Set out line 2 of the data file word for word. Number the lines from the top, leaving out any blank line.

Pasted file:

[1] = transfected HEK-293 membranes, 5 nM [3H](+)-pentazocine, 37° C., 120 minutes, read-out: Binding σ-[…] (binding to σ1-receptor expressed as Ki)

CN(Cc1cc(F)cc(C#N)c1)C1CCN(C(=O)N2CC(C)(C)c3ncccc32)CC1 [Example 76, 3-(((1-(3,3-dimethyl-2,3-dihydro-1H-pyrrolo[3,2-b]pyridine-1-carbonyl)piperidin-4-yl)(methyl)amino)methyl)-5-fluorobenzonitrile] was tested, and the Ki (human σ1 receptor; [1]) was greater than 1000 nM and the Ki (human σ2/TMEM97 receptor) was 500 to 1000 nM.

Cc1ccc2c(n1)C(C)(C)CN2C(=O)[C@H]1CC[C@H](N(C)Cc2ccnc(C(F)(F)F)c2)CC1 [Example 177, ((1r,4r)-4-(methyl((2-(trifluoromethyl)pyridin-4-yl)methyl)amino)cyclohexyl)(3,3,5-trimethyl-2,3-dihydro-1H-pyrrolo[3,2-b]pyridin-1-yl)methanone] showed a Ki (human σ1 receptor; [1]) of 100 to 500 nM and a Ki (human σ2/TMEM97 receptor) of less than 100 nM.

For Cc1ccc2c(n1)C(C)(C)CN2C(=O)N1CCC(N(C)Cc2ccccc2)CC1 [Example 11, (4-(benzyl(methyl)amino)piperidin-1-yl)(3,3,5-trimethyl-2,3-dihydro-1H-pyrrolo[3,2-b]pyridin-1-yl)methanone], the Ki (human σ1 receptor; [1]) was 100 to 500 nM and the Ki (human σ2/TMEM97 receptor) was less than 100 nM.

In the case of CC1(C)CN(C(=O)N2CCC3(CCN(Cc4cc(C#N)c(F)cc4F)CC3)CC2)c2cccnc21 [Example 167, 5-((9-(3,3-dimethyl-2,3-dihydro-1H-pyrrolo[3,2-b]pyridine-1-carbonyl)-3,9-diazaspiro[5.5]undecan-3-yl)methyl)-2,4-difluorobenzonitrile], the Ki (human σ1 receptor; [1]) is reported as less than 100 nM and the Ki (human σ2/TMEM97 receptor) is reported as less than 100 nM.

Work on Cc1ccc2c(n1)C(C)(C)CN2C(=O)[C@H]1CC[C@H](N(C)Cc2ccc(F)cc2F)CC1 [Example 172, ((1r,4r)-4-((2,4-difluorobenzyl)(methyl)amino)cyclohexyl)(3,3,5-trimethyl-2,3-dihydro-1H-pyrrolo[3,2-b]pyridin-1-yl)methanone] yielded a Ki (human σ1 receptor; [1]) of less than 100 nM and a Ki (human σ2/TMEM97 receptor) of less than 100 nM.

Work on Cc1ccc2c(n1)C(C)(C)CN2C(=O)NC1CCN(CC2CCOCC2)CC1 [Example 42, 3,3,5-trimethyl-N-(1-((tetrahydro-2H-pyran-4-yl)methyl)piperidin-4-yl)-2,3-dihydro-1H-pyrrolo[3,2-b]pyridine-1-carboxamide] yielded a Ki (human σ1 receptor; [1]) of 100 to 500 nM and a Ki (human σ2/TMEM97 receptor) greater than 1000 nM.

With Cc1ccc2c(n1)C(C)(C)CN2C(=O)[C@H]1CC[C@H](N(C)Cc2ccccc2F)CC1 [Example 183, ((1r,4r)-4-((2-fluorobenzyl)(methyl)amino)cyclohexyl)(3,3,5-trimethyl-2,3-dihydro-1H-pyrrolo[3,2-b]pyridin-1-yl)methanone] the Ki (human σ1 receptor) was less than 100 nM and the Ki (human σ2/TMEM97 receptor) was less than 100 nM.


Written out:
CN(Cc1cc(F)cc(C#N)c1)C1CCN(C(=O)N2CC(C)(C)c3ncccc32)CC1 [Example 76, 3-(((1-(3,3-dimethyl-2,3-dihydro-1H-pyrrolo[3,2-b]pyridine-1-carbonyl)piperidin-4-yl)(methyl)amino)methyl)-5-fluorobenzonitrile] was tested, and the Ki (human σ1 receptor; [1]) was greater than 1000 nM and the Ki (human σ2/TMEM97 receptor) was 500 to 1000 nM.